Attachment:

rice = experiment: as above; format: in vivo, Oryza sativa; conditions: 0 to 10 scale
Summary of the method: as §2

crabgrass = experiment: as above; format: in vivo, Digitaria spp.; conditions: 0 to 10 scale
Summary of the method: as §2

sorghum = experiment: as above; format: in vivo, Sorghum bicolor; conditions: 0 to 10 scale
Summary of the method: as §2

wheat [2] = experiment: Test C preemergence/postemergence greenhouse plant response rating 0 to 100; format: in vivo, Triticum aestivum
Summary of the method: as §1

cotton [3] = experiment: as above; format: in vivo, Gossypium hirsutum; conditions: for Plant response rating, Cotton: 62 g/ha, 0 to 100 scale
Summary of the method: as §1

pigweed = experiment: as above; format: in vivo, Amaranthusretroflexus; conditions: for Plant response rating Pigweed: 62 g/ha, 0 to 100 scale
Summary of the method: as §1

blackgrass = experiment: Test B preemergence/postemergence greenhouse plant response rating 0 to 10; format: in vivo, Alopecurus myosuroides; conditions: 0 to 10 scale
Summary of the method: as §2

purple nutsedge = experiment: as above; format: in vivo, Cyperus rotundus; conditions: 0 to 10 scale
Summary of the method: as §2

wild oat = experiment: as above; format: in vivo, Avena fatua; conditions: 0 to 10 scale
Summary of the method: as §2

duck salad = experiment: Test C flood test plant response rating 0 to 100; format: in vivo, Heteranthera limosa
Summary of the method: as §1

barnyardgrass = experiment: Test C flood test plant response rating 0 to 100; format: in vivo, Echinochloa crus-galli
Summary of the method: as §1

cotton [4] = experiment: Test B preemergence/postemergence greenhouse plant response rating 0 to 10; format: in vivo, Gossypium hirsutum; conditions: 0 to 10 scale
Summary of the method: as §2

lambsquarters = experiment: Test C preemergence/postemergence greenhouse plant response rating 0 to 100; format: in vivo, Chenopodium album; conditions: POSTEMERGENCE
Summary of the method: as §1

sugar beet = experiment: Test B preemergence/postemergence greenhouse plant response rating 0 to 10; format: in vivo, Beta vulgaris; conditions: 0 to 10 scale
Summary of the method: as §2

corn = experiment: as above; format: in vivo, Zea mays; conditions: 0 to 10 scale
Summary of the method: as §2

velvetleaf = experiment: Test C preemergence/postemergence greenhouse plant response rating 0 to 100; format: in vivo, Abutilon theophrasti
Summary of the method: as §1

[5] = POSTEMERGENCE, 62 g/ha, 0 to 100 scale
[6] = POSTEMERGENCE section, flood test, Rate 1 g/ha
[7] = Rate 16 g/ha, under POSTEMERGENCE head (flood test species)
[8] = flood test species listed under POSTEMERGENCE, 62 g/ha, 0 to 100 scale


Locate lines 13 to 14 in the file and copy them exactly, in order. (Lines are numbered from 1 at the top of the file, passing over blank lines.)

blackgrass = experiment: Test B preemergence/postemergence greenhouse plant response rating 0 to 10; format: in vivo, Alopecurus myosuroides; conditions: 0 to 10 scale
Summary of the method: as §2